Louisiana declares state of emergency as Tropical Storm Barry approaches U.S. coast

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Friday, July 12, 2019

The governor of Louisiana, a U.S. state on the Gulf of Mexico, declared a state of emergency for the state on Thursday, with Tropical Storm Barry approaching the coast.

Governor John Bel Edwards addressed the public: "No one should take this storm lightly. As we know all too well in Louisiana, low intensity does not necessarily mean low impact." He said he has arranged for 3000 of the National Guard to be available and has search and rescue teams at the ready and has requested U.S. President Donald Trump declare a state of emergency in Lousiana on the federal level.

Governor Edwards (in blue) with the Louisiana National Guard in 2016.
Image: National Guard.

The mayor of New Orleans, LaToya Cantrell, advised residents of her city to make plans and shelter in place. Residents of some other areas, such as Jefferson Parish, have been instructed to evacuate.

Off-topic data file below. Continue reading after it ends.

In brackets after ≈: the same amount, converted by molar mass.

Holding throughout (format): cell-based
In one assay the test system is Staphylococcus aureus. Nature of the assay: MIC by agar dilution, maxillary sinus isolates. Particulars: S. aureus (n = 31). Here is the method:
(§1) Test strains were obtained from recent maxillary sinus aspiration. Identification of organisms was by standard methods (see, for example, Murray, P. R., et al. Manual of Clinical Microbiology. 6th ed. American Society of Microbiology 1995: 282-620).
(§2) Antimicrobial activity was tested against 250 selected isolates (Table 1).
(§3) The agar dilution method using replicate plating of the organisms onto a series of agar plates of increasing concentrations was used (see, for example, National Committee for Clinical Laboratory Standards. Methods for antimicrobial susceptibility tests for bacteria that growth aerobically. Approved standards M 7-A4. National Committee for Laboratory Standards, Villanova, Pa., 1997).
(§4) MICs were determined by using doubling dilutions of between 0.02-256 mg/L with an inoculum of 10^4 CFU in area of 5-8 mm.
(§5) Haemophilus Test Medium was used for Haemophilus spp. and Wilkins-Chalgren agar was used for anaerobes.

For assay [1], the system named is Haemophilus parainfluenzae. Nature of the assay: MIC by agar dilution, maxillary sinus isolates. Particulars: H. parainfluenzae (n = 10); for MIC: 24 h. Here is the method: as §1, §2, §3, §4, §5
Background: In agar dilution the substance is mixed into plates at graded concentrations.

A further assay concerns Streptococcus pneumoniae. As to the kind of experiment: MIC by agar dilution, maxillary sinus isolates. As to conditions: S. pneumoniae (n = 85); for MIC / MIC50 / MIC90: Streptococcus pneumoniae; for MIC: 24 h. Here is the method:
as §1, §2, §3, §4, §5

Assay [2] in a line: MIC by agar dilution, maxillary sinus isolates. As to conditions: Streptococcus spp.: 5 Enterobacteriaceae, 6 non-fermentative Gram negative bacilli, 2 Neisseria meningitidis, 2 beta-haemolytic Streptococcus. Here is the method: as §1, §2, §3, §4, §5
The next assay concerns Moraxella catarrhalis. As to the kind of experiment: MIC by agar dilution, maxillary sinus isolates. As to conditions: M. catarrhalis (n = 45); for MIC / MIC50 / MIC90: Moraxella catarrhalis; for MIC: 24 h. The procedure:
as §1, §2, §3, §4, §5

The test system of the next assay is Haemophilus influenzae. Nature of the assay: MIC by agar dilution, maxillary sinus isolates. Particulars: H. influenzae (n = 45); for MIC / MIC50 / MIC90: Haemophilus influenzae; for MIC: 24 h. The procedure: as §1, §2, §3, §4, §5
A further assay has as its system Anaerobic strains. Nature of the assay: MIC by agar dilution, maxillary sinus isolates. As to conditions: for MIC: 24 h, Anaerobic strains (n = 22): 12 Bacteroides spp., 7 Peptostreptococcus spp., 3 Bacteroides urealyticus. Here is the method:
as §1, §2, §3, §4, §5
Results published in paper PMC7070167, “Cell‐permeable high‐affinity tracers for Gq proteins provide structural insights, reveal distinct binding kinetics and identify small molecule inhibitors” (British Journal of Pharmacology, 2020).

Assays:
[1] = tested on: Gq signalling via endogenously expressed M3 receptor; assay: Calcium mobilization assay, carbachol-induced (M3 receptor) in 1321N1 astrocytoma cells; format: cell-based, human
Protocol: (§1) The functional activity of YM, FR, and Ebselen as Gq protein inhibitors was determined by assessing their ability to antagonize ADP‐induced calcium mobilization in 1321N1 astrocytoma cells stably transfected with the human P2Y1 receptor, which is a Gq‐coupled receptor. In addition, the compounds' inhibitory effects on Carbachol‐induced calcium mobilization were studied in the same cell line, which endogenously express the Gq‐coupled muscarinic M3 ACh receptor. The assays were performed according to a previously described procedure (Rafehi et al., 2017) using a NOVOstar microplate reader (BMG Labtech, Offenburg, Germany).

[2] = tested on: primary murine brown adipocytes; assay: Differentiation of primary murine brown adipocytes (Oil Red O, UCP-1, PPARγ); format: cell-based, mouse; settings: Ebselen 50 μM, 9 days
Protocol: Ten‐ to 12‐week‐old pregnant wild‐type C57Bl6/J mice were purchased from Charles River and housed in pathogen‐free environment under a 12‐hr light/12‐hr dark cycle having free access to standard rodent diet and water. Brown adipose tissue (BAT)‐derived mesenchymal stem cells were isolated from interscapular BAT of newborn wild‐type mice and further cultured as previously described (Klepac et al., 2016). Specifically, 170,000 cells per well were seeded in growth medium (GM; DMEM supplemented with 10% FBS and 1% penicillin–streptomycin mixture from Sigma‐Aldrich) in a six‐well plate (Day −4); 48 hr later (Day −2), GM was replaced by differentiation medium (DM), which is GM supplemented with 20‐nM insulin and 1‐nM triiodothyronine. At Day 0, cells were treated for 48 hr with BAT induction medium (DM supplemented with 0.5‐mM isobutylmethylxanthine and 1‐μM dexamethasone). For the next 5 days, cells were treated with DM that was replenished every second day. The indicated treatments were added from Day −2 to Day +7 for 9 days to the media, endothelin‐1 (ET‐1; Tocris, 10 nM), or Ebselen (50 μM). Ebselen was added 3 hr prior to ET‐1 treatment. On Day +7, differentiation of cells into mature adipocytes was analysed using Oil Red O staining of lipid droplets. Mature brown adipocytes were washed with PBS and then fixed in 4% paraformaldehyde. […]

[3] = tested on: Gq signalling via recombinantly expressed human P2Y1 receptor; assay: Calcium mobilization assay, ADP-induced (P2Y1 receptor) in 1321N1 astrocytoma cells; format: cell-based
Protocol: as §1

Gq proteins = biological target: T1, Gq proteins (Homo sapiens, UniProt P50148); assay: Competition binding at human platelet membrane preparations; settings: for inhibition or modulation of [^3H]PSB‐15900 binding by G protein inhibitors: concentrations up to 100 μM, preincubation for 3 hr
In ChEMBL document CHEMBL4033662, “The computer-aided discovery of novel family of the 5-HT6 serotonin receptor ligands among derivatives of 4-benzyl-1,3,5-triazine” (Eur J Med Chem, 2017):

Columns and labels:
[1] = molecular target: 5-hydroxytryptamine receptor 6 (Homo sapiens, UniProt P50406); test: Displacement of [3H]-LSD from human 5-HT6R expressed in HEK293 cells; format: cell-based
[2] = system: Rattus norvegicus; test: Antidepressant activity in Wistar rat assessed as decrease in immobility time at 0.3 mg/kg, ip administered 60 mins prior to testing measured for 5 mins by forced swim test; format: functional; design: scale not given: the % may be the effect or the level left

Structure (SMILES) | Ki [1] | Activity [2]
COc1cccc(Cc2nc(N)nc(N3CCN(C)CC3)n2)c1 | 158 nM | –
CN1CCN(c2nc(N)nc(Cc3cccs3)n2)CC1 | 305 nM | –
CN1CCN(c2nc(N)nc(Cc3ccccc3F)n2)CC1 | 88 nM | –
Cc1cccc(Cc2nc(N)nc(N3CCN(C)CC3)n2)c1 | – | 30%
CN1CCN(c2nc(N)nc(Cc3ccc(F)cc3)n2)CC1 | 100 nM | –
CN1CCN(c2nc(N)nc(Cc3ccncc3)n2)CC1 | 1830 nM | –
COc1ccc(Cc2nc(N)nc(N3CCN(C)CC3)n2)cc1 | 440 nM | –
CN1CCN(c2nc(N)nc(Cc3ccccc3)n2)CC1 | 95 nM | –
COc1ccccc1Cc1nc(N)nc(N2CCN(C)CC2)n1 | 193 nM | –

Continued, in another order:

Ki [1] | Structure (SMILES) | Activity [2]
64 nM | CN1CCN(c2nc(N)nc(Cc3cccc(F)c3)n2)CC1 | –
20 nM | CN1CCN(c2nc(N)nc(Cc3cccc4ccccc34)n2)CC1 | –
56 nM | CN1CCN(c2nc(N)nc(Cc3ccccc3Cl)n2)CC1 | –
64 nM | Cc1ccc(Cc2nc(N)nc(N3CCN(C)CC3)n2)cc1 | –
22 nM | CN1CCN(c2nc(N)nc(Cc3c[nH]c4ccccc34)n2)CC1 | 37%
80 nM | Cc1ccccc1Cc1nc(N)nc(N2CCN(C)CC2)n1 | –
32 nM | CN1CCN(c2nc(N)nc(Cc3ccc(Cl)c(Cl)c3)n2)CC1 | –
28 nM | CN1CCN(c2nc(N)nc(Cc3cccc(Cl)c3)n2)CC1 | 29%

According to the United States National Hurricane Center, Tropical Storm Barry could develop into a hurricane as soon as Friday. Meteorologists predict landfall Saturday morning.

Although its winds are only predicted to reach about 75 miles per hour (120 kph), the National Weather Service has issued a flash flood warning covering an area from Gulfport, Mississippi, to New Orleans and other forecasters predicted a storm surge of three to six feet (one to two meters).

As of midday Thursday, the storm was about 90 miles (145 km) south of the coast and moving at roughly five miles per hour (eight kilometers per hour).

The city of New Orleans already sustained heavy rains earlier this week, with flooding. New Orleans and Jefferson Parish officials have said they are not concerned about the levees, which have about five or six feet of leeway for rising water.


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